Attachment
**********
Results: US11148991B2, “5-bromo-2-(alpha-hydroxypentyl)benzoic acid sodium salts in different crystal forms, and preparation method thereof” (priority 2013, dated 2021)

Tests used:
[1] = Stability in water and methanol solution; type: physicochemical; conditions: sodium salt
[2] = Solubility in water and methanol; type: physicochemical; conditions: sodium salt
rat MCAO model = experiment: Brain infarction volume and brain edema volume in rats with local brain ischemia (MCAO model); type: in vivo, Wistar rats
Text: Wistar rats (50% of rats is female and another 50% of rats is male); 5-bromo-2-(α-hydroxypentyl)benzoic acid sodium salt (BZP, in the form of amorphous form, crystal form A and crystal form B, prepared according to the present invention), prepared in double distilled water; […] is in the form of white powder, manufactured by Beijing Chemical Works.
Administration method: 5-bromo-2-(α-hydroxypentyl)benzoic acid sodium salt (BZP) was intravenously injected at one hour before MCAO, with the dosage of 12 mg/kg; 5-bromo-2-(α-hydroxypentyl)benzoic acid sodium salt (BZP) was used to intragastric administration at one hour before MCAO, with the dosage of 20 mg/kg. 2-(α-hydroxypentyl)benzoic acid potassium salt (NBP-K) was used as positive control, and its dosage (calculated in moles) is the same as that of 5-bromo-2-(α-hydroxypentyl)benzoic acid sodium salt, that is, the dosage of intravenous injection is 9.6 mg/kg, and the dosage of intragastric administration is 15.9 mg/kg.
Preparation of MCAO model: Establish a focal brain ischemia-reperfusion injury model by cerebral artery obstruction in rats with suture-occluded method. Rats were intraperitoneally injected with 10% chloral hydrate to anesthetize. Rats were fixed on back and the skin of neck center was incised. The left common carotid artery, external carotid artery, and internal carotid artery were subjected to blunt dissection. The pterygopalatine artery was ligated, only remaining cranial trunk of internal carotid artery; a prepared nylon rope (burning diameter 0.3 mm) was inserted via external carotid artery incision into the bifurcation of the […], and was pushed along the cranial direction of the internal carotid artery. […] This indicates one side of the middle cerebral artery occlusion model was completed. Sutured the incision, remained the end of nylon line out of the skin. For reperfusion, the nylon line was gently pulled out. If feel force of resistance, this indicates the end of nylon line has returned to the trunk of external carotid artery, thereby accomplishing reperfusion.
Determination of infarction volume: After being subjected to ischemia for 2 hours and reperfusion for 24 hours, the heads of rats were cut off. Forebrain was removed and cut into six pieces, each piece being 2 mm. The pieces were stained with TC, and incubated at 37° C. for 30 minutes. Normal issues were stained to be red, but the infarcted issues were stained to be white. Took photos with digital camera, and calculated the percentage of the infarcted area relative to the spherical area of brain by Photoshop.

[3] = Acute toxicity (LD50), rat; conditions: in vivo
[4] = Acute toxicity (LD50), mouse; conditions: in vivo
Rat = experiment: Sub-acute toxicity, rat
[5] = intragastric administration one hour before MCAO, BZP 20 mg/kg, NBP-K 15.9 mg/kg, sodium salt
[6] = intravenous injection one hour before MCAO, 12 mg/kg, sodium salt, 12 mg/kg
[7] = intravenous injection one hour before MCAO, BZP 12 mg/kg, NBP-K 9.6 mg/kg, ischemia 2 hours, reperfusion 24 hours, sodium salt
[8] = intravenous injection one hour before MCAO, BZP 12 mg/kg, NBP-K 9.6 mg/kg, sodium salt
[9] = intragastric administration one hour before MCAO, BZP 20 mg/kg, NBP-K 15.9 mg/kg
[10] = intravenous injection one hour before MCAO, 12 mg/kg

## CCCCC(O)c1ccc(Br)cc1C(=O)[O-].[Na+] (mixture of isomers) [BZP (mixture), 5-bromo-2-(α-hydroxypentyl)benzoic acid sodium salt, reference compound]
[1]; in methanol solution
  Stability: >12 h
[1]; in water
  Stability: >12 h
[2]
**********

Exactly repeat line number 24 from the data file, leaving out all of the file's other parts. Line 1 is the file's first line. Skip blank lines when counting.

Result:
[2]